On a late winter day in 1922, the sound of a gun shot resounded with a loud boom in the hills surrounding the house of three-year-old Edgar Curtis. The sound itself wasn’t out of the ordinary, since the Curtises lived near a firing range. What was extraordinary was the question the boy turned to ask his mother: “What is that big, black noise?”
The cross-blending of the senses, hearing colors or tasting words … that’s synesthesia. Once thought to be quite rare, neuroscientists such as David Eagleman estimate as much as 4% of the population may have some form. More at the link above, including a video interview with Eagleman.
When a friend tells you she had a rough day, do you feel sandpaper under your fingers? The brain may be replaying sensory experiences to help understand common metaphors, new research suggests.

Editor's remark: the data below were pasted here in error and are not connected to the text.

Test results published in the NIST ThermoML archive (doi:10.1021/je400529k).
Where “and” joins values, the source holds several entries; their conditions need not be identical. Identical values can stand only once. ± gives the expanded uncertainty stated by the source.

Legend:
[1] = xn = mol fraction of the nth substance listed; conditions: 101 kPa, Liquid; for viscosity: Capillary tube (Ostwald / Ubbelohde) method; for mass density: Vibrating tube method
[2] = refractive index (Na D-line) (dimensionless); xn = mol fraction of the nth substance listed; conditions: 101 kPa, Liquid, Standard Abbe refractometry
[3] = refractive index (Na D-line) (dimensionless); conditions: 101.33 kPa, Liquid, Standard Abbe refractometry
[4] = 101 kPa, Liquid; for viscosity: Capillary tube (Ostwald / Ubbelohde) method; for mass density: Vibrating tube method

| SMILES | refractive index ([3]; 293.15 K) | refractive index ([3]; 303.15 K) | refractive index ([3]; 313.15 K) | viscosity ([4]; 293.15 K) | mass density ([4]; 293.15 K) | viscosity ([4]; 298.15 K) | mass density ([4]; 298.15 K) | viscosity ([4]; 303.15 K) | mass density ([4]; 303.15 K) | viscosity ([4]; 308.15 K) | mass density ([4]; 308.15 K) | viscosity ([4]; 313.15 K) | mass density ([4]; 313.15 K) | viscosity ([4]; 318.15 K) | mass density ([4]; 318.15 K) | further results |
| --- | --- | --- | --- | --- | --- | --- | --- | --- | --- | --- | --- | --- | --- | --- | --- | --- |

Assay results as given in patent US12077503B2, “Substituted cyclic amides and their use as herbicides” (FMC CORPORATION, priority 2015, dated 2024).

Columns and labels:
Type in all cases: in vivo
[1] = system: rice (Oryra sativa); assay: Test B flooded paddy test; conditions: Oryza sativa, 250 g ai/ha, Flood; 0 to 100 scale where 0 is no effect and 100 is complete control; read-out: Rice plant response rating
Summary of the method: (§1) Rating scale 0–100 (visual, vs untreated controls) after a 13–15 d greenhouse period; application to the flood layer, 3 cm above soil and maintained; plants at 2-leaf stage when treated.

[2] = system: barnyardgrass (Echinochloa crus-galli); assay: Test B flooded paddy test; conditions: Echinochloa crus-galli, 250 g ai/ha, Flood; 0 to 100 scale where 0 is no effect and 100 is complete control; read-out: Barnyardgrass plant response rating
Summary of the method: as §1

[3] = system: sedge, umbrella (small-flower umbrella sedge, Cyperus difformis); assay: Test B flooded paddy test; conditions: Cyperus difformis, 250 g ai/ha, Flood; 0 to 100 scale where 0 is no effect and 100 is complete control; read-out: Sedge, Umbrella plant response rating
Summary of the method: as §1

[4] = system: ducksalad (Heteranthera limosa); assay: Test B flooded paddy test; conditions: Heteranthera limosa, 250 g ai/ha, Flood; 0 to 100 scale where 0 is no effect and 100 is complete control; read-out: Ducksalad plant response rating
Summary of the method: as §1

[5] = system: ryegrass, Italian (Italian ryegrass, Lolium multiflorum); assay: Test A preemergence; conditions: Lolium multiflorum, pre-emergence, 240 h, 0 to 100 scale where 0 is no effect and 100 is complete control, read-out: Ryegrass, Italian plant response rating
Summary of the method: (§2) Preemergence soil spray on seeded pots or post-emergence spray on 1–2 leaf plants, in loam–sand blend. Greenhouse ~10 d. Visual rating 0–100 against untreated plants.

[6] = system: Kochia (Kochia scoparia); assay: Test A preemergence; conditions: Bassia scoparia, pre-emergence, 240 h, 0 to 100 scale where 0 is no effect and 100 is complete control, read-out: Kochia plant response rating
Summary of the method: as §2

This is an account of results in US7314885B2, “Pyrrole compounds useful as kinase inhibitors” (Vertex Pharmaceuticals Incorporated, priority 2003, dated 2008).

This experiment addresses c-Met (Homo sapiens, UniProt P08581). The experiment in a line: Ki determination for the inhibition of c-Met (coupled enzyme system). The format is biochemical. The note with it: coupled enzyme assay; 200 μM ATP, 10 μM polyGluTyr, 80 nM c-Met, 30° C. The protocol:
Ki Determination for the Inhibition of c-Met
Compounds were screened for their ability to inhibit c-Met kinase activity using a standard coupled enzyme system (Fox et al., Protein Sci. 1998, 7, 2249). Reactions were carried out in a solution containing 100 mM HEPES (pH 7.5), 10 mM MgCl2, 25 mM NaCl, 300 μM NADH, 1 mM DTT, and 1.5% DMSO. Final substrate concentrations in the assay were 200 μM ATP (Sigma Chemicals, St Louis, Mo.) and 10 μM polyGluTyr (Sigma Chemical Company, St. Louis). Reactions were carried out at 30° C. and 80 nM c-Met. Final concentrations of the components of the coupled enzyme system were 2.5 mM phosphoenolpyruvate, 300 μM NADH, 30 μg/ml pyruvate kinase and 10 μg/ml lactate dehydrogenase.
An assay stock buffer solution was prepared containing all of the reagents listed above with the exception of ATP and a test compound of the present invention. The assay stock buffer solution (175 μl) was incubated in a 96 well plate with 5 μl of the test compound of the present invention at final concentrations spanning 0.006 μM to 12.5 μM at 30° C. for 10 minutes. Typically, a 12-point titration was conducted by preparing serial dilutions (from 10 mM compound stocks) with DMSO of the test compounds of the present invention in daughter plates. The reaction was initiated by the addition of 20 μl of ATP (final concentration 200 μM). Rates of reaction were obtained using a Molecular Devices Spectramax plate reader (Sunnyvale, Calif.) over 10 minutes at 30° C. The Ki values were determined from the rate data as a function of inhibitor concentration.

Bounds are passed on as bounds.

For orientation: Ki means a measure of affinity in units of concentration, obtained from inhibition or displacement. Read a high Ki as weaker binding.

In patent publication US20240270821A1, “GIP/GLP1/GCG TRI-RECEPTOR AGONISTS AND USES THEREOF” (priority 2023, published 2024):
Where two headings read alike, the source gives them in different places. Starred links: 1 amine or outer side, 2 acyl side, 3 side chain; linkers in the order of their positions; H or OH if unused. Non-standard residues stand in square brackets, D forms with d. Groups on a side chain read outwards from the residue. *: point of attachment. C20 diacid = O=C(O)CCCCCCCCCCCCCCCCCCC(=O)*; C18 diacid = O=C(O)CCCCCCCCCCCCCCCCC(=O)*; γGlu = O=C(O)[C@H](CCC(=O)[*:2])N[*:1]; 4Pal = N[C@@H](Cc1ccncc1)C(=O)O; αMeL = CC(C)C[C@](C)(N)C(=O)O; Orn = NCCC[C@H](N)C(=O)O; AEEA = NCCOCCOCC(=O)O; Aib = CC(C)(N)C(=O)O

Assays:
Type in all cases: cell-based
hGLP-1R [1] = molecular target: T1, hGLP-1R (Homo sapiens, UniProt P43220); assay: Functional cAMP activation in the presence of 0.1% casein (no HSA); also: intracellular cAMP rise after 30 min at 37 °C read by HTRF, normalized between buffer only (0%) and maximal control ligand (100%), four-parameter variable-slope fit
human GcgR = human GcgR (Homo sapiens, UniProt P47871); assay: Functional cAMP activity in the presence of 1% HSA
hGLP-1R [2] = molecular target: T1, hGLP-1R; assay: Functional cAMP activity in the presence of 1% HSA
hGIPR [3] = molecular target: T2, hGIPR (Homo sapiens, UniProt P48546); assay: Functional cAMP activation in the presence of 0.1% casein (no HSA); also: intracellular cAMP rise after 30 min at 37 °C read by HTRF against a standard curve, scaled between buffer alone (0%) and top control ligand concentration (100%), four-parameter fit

Linguists and psychologists have debated how much the parts of the brain that mediate direct sensory experience are involved in understanding metaphors. George Lakoff and Mark Johnson, in their landmark work ‘Metaphors we live by’, pointed out that our daily language is full of metaphors, some of which are so familiar (like “rough day”) that they may not seem especially novel or striking. They argued that metaphor comprehension is grounded in our sensory and motor experiences.
New brain imaging research reveals that a region of the brain important for sensing texture through touch, the parietal operculum, is also activated when someone listens to a sentence with a textural metaphor. The same region is not activated when a similar sentence expressing the meaning of the metaphor is heard.